About the Author:

Andre Phillip-Hautecoeur defines himself as, “…not a writer really.” He simply had an urge Andre Phillip-Hautecoeurto write something about Paris.

It’s the city exactly at the intersection of romance, history, fantasy and enchantment; everyone faces Paris in some form of a dream. He came to know and love Paris hanging onto the hem of his wife’s skirt. She’s Parisian, she’s everything French without constraint; she makes understanding all of Parisness a pleasure. An understanding which made him want to write.

Together they make home between New York and Paris. Shuttling back and forth continues to be the ultimate dream.

His latest book is the contemporary romance, One Exquisite Paris Night.

Visit his blog at

Connect & Socialize with Andre


About the Book:

 One Exquisite Night in Paris

What’s the most amazing thing you’ve ever done?

Take a moment, close both eyes, summon your most exaggerated fantasy, and multiply by 1000.

Feel the extraordinary moment for a minute…then multiply it all by 1000 again.

That’s this story. It’s your story too.

If you were ever a little girl, or even a little boy with a romantic soul, you would have known very early on, that someday love would require you to do wonderfully ridiculous things.

And so, I’m going to explain to you, why the most intriguing thing you will ever want to do, is get on a plane and fly to an exotic dinner, at some elegant trois-étoiles across the ocean in Paris.

Purchase your copy at Amazon


Discuss this book in our PUYB Virtual Book Club at Goodreads by clicking HERE.


One Exquisite Night in Paris banner


***All images and text provided by Pump Up Your Book***

T.C. Tombs Guest Post


Story and Setting

In writing the “Run with the Wolves” saga I initially had a concept for a story about a number of different people who suffered from afflictions that were not of their choosing  – and how differently those various people chose to deal with what fate had cruelly bestowed upon them. I had in mind a ‘Vampire-like’ character; a ‘Pack’ of both wolves and wolf-like humans who suffered from a lunar-sickness; and finally, a group of people who were rejected by society due to physical abnormalities or forced into hiding due to religious persecution. 

To make these characters come to life, it quickly became apparent to me that the setting was going to be every bit as important as the story itself.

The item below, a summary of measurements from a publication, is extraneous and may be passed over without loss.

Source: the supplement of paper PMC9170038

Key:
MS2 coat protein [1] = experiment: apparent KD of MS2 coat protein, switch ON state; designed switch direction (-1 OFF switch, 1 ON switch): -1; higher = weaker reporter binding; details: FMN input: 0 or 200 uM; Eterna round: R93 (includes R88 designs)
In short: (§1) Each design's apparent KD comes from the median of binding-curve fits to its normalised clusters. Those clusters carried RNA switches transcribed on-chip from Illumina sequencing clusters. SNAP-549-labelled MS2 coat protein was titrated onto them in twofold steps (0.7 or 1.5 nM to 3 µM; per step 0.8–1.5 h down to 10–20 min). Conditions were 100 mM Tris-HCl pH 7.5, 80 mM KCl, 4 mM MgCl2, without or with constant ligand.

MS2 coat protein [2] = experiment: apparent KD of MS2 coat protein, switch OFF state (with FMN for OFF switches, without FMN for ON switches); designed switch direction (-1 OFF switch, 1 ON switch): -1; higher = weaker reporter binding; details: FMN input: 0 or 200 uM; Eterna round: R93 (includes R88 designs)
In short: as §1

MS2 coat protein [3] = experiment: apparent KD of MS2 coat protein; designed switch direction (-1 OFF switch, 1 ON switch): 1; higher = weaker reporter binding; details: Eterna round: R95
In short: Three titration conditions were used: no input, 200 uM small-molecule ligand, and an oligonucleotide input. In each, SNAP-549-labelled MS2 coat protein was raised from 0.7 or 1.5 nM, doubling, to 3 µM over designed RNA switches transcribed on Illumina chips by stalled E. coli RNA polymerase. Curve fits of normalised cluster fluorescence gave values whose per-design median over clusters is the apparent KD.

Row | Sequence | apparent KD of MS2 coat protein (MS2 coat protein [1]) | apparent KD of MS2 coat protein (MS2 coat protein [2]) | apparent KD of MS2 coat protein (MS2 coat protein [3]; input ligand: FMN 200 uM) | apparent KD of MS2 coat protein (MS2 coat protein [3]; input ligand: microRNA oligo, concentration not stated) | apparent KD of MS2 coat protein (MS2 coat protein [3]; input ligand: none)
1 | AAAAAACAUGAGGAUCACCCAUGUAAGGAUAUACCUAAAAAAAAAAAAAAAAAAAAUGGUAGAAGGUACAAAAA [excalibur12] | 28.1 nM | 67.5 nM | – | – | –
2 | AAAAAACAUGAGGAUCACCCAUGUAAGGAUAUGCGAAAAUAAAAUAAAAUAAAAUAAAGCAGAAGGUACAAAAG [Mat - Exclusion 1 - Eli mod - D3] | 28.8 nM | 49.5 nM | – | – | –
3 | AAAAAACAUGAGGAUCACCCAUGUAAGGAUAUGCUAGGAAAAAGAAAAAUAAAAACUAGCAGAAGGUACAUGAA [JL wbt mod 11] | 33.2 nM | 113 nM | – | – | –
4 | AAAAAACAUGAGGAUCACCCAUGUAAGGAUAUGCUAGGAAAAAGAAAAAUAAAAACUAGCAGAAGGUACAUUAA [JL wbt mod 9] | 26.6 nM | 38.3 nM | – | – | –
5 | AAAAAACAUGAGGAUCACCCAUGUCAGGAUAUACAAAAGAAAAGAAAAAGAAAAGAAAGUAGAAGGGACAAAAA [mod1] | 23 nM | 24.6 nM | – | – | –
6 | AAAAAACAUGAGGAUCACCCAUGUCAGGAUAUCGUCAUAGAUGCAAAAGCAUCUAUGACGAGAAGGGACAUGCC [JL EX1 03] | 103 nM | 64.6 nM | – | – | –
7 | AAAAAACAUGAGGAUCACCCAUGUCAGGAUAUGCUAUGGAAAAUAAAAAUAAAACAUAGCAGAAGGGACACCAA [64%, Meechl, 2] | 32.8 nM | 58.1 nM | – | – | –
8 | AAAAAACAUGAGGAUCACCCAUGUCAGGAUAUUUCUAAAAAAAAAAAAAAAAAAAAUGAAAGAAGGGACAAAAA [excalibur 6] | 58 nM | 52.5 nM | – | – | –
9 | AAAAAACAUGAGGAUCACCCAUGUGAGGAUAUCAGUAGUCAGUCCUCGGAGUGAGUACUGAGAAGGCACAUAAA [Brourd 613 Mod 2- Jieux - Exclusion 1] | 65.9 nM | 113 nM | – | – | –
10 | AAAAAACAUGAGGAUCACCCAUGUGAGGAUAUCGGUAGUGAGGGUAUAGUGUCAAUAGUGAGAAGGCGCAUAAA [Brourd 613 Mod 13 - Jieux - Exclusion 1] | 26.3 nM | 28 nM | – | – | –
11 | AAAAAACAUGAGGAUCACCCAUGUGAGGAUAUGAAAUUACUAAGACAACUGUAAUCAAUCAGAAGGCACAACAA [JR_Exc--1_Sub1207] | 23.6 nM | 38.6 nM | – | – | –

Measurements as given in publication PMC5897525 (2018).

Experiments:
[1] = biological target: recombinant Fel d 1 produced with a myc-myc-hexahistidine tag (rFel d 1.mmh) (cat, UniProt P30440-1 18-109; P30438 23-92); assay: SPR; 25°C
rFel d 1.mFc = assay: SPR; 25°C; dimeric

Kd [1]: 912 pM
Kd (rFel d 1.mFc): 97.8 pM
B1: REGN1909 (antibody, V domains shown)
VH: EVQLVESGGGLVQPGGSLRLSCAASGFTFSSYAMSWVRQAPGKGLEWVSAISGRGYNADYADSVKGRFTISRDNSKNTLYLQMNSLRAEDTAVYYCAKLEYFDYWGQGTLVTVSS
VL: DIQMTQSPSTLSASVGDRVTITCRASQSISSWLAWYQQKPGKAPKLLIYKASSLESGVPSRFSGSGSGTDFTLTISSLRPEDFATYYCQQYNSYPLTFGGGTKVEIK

I did a lot of research – and a lot of soul searching too, I suppose. The more I learned, the more I was drawn to the life and times of the 15th century in Medieval Europe, and in particular, to the year 1461. This was century of great discovery and learning. It was also a time of terrible repression and great cruelty. 

The 15th century saw the birth of great minds like Leonardo Da Vinci, Michelangelo, and Copernicus. The famous explorers Bartolomeu Dias, Christopher Columbus, John Cabot, and Vasco da Gamo opened up the world to new trade routes and lands not previously known to Europe. It was a century that saw the Johannes Gutenberg printed bible and the founding of universities in places such as Barcelona.

The 15th century saw the birth of Joan of Arc in 1412, saw her lead the French forces against the English in 1428, and watched as she was burned at the stake in1431. It saw the execution of the Czech religious reformer Jan Hus. It was the time of the War of the Roses, the Plagues that swept across Europe, the on-going conflict between the three pillars of society – the Christian, Jewish, and Muslim faiths. It was a century that saw the expulsion of Jews from Portugal and Spain – and of course, the ‘Inquisition’ under Queen Isabella and King Ferdinand.

And, it was the century that saw the advent of firearms and the change that development brought to warfare. If all that wasn’t enough, it was the time of Vlad the Impaler – the man said to have been the inspiration for Bram Stoker’s story ‘Dracula’. What better setting for my fantasy epic to take place in than this time period!

I hope you will check out my trilogy ‘Run with the Wolves’. Pick up a copy of Volume One ‘The Pack’ and see for yourself how history and fiction can be mixed to deliver a spell-binding tale that will keep you riveted and entertained.

Please visit my website for retail sites, full reviews, storyboards, and special events.


All the best

T c Tombs


T C TOMBS earned degrees from Trent University and Wilfrid Laurier University in Canada. Like many Canadians, he loves hockey and golf, and he has a passion for medieval history, folk lore, literature, film, and music. Terry and his wife, Sandra, live in the Greater Toronto Area in Ontario, Canada, where they have raised five daughters.

Run wit the Wolves


It is the fifteenth century, and three kingdoms are caught up in the dire conflicts of their time. As the possibility of a peaceful resolution provides hope that a decade-long war will finally end, no one realizes that dark forces are waiting to invoke chaos as a full moon rises.

On a farm nestled beneath the Euralene Mountains along the western border of Medinia, young Willie works for the Smythes as a serf. One moonlit evening when the Smythes are gone to a neighbouring village, Willie hears the terrified cries of animals in the pastures. When he goes to investigate, he discovers that this wolf pack attack is like no other. Badly injured during the raid, he survives—but now he is afflicted by the full-moon madness that will soon transform him into one of the wolf creatures he dreads. With his life seemingly warped forever, Willie must face the prospect of a lifelong descent into horror.

In a time of witchcraft, superstitious folk lore, and fearsome creatures roaming the night, Willie struggles with an uncertain destiny and must seek help from the one man he holds most responsible for the dark fate that awaits him during the next full moon cycle.



***All images and wording provided by Pump Up Your Book***